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What Rules are there?


#1

Hi there

I am new and looking at getting into the hobby, but I would like to know what rules there are for this hobby?

For example, I gather get permission before going on to Private property. But what about Parks, bush, beaches etc.
I have seen posts about people going into parks, but I can see my local council being miffed if I go digging up the fields etc.

Advice would be much appreciated

Thanks


#2

As long as you’re digging a nice plug of turf you can easily put back after you’ve finished, no-one should be able to tell you were ever there :wink:


#3

This is possibly the best technique:
http://www.paydirt.co.nz/forums/yaf_postst2330_Non-destructive-grass-park-hunting.aspx#post22962

If you can, detect at the beach until you feel confident about being a detectorist (the general public won’t look at you too funny if you dig up the sand). Graduate to the grassy area adjacent to the beach.
Rarely will a detectorist be the most destructive thing happening in parks/sports grounds.
Children dig mountain bike jumps, dogs dig holes, and events destroy the ground (including Hangi fire pits).

Try to stay away from places that are historic 100 years or older, but that can be confusing. Hagly park is okay, but Western Springs is not ??? Definitely stay away from anything that was a maori pa site or such, any thing very early settlers - Thames. (if it’s overgrown with bush though you should be fine).


#4

Thanks for the info and that video was interesting as well

Have fun


#5

Hi there,the golden rule is get permission,try to keep your digging and hole refilling as neat as you can,dont assume anything.Alot of the time I get permission only because I bothered to ask.many landowners I,ve talked to have had bad experiences with tresspassers,but also said quote:if they had bothered to come and ask me I wouldn,t have minded,so worth remembering,otherwise metal detecting is a very rewarding and interesting hobby,good luck out there.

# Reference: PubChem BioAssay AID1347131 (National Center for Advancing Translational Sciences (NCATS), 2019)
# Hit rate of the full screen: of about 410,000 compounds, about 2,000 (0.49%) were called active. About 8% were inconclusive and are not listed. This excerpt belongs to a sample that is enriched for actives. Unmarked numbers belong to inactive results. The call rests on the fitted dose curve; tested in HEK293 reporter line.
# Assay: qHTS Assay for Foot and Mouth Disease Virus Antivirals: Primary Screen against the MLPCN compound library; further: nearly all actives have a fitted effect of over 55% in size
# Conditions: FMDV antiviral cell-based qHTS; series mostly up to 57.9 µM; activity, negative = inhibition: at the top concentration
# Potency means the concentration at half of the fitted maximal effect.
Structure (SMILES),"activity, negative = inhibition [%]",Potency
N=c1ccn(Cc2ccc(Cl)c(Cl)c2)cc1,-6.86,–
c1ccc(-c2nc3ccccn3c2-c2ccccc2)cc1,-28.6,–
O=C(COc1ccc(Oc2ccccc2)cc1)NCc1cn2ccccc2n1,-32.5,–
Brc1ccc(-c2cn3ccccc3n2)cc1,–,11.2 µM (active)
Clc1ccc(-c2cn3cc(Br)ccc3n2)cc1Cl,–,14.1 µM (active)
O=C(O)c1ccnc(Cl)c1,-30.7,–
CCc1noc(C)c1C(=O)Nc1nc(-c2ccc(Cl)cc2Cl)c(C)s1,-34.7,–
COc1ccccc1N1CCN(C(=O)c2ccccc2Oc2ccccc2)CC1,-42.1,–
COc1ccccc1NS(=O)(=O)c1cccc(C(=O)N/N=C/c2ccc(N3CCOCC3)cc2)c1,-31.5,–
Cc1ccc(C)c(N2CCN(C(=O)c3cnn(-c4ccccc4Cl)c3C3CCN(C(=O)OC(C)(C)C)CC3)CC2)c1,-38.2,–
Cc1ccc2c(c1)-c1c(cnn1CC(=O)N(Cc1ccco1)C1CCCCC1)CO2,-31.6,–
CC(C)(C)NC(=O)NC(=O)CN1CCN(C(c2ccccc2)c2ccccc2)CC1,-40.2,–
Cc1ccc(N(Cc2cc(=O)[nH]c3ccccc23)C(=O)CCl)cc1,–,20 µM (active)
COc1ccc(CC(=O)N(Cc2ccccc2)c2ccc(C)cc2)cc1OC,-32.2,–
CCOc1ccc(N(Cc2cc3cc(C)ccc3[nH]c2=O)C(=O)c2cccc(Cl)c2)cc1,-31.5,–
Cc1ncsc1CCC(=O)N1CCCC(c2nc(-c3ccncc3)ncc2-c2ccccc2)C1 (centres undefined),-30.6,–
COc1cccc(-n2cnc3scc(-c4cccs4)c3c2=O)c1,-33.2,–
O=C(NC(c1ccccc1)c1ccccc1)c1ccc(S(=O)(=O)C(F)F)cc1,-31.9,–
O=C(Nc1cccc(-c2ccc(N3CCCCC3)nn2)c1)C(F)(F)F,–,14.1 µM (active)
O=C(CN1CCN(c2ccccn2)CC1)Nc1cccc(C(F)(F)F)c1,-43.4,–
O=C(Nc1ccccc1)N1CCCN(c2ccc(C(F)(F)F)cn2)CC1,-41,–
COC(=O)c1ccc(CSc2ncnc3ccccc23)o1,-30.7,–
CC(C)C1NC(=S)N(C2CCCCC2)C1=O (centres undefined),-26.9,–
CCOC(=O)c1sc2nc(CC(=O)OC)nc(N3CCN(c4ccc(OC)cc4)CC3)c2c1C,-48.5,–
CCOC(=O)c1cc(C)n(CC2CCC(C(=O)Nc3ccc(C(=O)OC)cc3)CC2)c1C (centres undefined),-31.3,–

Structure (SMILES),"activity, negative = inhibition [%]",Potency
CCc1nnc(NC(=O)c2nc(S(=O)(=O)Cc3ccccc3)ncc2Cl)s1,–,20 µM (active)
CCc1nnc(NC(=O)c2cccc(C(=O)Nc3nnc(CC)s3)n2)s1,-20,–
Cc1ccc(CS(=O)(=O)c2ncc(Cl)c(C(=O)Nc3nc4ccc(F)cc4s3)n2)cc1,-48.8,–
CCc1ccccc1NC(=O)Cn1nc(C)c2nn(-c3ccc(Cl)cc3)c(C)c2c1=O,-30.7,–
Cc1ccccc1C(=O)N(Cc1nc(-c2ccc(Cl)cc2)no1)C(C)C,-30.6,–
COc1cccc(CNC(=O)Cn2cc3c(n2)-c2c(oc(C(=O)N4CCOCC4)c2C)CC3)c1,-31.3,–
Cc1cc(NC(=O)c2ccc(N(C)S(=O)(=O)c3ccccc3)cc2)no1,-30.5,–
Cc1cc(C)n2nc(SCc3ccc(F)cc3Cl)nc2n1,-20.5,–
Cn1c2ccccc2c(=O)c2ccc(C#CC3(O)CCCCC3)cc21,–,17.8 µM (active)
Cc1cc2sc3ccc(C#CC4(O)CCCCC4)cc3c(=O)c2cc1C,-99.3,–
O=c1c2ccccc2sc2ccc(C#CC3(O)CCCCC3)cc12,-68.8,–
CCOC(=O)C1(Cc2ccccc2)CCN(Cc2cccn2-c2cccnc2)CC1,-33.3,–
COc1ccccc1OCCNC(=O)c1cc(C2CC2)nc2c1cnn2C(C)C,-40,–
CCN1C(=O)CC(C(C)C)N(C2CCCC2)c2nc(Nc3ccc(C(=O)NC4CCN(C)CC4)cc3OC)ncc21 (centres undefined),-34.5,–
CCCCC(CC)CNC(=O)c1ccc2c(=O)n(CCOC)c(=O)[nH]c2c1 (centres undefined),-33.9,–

#6

Personally, I stay clear of any mown grass in summer, move out to the edges and into the undergrowth. If you can, practice at the beach first (tidal estuaries are usually virgin ground - A lot of what is mud today was sand not that long ago…)

Ask family and friends if you can have a look on their properties first, get the hang of pinpointing where a target is, and how deep. I have moved into pretty much just doing permissions when not on the beach. So much easier without having to deal with know-it-alls - Who are usually breaching several dog bylaws (fouling/leads/kiwi zones etc) when they challenge you anyway.

Some old-school types frown on pinpointers as ‘cheating’ but after 30 years detecting I love the ability to surgically extract shallow finds with no disturbance at all, and they save valuable time when in the sand. So would put one of these high on your list.

And practice! aim for a minimum of 20Hrs slow, methodical learning.


#7

Thank you everyone :slight_smile: I am looking forward to learning more


#8

Always pick up rubbish- even if you didn’t find it. It sets a good image for detectorists. Try to avoid sports grounds as well.
Good luck